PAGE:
Archive for the ‘Uncategorized’ Category


Who Can Be Saved?

June 24, 2011

Then who can be saved?  Jesus looked at them and said, “With man it is impossible, but not with God. For all things are possible with God.” Mark 10:26b-27

Many of us Christians have someone in our life who just does not agree with us on this whole Jesus thing.  That person may be a family member, a friend, a co-worker, or just an acquaintance.   Their face probably just flashed into your mind.   I have many of those faces in my life.  I see many of them every single day.  I know where their hearts are.  I know what they think about “religion”.  I know that they do not recognize the redeeming work of Jesus.  I know that they are lost.  I know what the Bible says that their future will be and I do not want that for any of them.  Yet, I say nothing! 

The majority of us have people in our lives that are lost and yet we say nothing.  What are your reasons? 

An excuse (yes, I said excuse) that I have used is that I just don’t have the gift of evangelism.  That is usually translated as meaning that there are people out there who have this way (this gift) in presenting the gospel that is so convincing that the skeptics just fall like dominos.  Is that true?  Is it possible to mimic their evangelical method?  What happens if I don’t remember the method or I get confused in the discussion; will I screw things up? 

I recently preached on Mark 10:23-31.  Peter wanted to know who could be saved.  Jesus’ response was that no one can save themselves.  It is impossible for anyone to do that.  Jesus tells us that salvation is only possible through God and by God.  The implication of that is staggering.  It is unique to Christianity.   When anyone receives the gospel it is a complete work of God.  It is not about you or what you do or do not say.  It is about God.  Here is the comforting aspect of this truth – “you cannot screw up presenting the Gospel”.  Does that comfort you enough to share the gospel with that face in your mind?  Or is there something else that makes you hesitate? 

Are you afraid of being that “religious guy”?  If we are honest, I think that the fear of offending or being rejected is the main reason that we don’t talk about Jesus.  We all need to assess the impact of our vanity in relation to the eternal destination of those we care about.  Could it be that the “gift of evangelism” is simply the willingness of a person to set aside their vanity and be rejected and scorned for the sake of the gospel?  Are you willing to be hated for His name’s sake (Matt. 10:22)?

(Imagine from


Be Thankful for What You Have

June 17, 2011

I was recently reading an article in World Magazine about how fantasy novels with bleak futures are all the rage among teenagers.  I have to admit that I do not have the pulse of the teenage fantasy novel market.  However, that trend does tie into a mood that I have been watching and sensing in discussions among my friends and from what I see in the media.  It should not be surprising if our teenagers pick up on our general pessimism of the future.  There is this mood that our better days are behind us.  That America is in decline.  That the die is cast.  That may be true but it may not be true.  We can be sure of one thing, which is that no one really knows.  Therefore, all this doom and gloom and general discouragement over the bleak future that our children have in front of them is entirely speculation.  I don’t know for certain and neither do you. 

We have a tendency to overreact to bleak news and be blinded by it.  As a Christian, I believe that all of the prosperity and hardship that we personally and as a nation experience are fully within the control of God’s sovereign plan.  We need to be careful about not being thankful for what we have, when we feel like we are losing something.  Since many people feel like the U.S. is in decline and that our economic futures are tied to that decline, let me use U.S. manufacturing as an example.   There is this notion that U.S. manufacturing is a thing of the past and it is just a matter of time before all of the jobs in the U.S. will be low paying service jobs.  Are you aware of the great extent to which the God has blessed the U.S., particularly in the area of manufacturing and the wealth that comes from it?  I don’t think that most people understand the scale of U.S. manufacturing.  In 2009, the U.S. ranked #1 in the world for manufacturing, and produced 14% more output than second-ranked China ($2.04 trillion) and twice as much output as third-ranked Japan ($1.15 trillion).  That is how we sit next to the #2 and #3 manufacturers in the world.  The chart below is a better help to give us an understanding of the scale of our blessings.  The perspective that we should not lose is that the U.S. produced almost as much manufactured goods as the #4 through #10 manufacturing countries in the world, combined. [1]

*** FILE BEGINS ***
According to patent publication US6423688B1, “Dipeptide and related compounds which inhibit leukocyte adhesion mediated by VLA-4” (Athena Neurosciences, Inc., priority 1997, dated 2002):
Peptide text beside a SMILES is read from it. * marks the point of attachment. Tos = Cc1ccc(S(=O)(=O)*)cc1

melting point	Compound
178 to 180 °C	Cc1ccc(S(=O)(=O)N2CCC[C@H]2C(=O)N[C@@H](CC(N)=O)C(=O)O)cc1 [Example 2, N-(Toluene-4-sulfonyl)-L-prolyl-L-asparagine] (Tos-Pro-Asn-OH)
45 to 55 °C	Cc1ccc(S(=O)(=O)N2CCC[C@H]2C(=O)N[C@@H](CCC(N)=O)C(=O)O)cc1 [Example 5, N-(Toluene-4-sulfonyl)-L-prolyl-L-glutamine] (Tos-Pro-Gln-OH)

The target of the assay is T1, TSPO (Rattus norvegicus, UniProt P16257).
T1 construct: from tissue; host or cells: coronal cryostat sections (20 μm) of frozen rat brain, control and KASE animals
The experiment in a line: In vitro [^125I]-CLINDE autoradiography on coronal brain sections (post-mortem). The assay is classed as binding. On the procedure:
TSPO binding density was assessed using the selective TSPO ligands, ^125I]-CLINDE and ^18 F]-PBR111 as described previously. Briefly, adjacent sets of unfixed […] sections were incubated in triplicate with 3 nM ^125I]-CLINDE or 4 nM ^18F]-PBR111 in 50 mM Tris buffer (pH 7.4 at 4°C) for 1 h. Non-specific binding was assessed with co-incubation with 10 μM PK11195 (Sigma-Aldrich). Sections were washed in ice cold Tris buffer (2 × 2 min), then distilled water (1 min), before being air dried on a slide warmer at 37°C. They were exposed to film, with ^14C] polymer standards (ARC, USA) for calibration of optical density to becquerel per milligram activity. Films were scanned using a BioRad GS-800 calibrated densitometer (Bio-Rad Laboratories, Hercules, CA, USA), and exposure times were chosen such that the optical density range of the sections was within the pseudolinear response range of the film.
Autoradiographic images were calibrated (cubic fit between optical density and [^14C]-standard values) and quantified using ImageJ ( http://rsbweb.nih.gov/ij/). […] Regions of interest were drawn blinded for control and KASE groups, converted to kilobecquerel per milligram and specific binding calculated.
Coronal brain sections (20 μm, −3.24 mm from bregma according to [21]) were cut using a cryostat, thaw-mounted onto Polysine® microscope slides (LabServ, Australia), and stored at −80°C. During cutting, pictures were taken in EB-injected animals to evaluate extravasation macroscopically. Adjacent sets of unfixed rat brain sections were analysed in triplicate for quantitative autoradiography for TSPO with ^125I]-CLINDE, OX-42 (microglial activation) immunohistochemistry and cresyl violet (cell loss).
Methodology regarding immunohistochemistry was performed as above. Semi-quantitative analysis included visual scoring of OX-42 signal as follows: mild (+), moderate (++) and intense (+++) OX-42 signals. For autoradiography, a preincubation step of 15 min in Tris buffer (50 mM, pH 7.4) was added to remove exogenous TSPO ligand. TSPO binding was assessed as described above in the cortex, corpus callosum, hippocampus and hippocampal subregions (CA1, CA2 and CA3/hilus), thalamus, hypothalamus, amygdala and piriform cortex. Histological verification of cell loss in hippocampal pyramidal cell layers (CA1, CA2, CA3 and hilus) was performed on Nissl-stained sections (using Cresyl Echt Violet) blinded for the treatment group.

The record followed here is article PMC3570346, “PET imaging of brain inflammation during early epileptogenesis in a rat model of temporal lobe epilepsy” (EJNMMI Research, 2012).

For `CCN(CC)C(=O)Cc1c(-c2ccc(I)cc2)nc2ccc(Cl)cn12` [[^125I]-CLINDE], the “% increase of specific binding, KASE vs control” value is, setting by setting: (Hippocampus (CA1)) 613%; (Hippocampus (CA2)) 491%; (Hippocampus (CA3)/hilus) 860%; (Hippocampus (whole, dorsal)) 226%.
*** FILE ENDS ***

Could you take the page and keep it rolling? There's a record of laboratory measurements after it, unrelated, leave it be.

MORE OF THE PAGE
That is impressive.  That is an incredible blessing.  We need to remind ourselves that God has given to our country above and beyond what we should expect.  It all is His and it may be in His sovereign plan to take it away.  However, we need to be grateful for what He has given us and what He continues to give.  We also need to remind ourselves that our security, joy, or hope is not in a strong economy.  It is in a strong and powerful God.


How Big is Big Enough?

June 14, 2011

I recently ran across an article by The Economist online (Jun 8th 2011).  It contained a graph that I found rather shocking.  I consider myself reasonably informed and yet I had found myself wholly uninformed regarding the proportions represented by this graph.  The graph is of the biggest military spenders in the world.  I am a child of the “Cold War”.  I remember those years of “conflict preparedness”.  I remember how military expenditures were represented as necessary to match the aggressive build-up of the Soviet Union.  My impression from that period was that we were near equilibrium with the single threat to our nation.  I know now that was not an entirely accurate perception but that is what I thought.  I provide that caveat because I think that my “cold war” military expenditure mentality may have created an assumption regarding current military expenditures.  That assumption was that we were seeking some of equilibrium with other military spender or some other combination of military spenders.  That is why this graph of the biggest military spenders was so enlightening.  We clearly are not seeking equilibrium with any specific country or combination of countries.  We are seeking to exceed the military expenditures of ALL the major countries of the entire world.